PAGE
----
—I couldn't help it, I drove in
from the L.A. P.O.V. column in the New York Times
Hal Filan/Associated Press The Los Angeles Mormon Temple in 1956.
Visible from so many angles, it’s L.A.’s own version of the Chrysler Building, with a couple of caveats: no pedestrian access and only its members allowed inside. The Los Angeles Mormon Temple, like a secret fortress on a hill behind a large expanse of perfectly manicured lawn. The Modernist, slightly Deco, somewhat gothic structure has no easily definable style of architecture, unless you were to coin one: Mormonesque.
It’s been there almost all my life (the temple officially opened in 1956), a forbidden structure, the architecture of which was so impressive, the grounds so well kept, that one couldn’t help but want to walk on them. The temple itself is 190,614 square feet; the grounds 13 acres; and, at the top of the building, its gold statue of the angel Moroni (it’s hard not to comment on the name) 16 and a half feet, proudly blowing its horn, a beacon and a sentry for all to see. Just not up close.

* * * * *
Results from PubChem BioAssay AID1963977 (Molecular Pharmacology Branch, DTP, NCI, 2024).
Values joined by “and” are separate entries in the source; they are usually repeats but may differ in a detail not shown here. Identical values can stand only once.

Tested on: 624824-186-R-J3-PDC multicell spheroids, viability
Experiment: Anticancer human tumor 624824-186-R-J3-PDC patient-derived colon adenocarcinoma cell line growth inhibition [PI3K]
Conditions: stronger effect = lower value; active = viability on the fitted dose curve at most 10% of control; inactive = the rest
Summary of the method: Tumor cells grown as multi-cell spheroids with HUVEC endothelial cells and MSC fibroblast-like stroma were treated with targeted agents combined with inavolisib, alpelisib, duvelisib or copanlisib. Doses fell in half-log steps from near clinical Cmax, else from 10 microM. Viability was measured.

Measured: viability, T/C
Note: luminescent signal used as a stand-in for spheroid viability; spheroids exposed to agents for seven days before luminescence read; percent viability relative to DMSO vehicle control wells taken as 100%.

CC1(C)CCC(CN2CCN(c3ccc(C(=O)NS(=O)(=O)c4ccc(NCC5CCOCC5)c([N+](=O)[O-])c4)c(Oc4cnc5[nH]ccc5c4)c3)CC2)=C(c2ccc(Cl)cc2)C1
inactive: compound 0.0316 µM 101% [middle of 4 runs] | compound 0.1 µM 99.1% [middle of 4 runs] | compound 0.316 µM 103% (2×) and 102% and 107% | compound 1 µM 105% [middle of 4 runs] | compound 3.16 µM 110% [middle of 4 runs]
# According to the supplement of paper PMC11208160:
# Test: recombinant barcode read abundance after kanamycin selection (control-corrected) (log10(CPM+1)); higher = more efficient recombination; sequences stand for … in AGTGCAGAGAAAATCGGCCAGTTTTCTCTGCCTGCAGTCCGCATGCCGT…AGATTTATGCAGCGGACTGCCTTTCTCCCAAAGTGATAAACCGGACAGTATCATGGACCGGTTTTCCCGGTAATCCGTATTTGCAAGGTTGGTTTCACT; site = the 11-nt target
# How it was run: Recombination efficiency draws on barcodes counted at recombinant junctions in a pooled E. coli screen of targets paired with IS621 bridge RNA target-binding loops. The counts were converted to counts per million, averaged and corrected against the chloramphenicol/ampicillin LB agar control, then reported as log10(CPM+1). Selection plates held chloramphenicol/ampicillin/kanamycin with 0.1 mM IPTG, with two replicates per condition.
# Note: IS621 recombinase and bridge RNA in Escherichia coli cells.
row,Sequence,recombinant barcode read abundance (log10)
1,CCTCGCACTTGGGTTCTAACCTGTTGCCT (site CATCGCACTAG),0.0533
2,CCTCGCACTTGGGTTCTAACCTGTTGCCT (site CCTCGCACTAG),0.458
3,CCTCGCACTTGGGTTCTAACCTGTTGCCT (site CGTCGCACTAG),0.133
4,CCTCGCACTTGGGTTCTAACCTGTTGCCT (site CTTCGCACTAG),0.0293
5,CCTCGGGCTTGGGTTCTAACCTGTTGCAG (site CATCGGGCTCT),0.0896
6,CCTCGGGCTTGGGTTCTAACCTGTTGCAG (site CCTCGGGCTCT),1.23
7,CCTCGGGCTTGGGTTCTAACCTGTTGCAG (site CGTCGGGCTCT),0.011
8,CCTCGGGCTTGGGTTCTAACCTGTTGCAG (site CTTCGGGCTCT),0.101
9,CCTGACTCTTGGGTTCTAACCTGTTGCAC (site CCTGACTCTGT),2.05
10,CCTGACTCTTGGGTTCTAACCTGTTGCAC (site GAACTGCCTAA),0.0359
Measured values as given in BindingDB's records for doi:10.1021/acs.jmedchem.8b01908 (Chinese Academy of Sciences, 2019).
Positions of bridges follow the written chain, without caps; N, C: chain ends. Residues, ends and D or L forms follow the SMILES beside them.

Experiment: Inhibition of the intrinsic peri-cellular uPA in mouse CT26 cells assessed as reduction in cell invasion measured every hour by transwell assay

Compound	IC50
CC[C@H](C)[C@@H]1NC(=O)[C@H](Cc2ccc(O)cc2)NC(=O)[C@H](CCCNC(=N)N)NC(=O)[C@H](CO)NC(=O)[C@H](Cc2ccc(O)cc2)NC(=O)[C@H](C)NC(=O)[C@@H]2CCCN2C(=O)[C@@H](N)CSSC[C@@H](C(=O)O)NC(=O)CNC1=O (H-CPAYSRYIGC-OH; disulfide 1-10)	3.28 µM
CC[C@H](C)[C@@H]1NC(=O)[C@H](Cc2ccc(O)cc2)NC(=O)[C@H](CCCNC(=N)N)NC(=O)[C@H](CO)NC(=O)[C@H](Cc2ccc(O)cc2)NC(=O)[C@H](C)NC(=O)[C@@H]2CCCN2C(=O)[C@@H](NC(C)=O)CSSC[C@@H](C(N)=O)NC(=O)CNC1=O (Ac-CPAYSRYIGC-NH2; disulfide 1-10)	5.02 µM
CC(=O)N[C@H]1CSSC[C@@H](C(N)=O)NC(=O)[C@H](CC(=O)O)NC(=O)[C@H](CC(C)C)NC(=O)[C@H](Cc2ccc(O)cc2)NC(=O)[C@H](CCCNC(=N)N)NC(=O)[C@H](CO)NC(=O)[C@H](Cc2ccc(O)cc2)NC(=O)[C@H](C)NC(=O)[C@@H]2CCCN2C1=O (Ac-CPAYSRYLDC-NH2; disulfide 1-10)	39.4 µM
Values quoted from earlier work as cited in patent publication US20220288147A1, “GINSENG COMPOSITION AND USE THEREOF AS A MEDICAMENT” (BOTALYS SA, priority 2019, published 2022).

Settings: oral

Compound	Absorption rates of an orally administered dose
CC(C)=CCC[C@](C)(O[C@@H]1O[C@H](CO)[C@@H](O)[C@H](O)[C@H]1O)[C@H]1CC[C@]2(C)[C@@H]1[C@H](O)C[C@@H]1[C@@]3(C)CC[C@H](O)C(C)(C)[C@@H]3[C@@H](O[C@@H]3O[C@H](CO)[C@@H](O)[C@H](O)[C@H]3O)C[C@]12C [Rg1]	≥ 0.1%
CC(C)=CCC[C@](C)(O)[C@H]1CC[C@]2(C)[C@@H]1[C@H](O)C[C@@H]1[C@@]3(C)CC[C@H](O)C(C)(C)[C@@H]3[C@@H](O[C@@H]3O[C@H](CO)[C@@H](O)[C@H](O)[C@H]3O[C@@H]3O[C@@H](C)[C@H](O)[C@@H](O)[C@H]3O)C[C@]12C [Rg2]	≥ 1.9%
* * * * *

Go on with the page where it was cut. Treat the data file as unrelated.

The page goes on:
But curiously (or not so curiously), a little over a year ago a sign went up on the northeast corner of the lawn that reads: “Visitors’ Center Open. All are welcome.”
And a few weeks ago, I couldn’t help it — I drove in. Even the long drive to the parking lot behind the temple, up a big hill into an oasis of calm and serenity, was a little awe inspiring.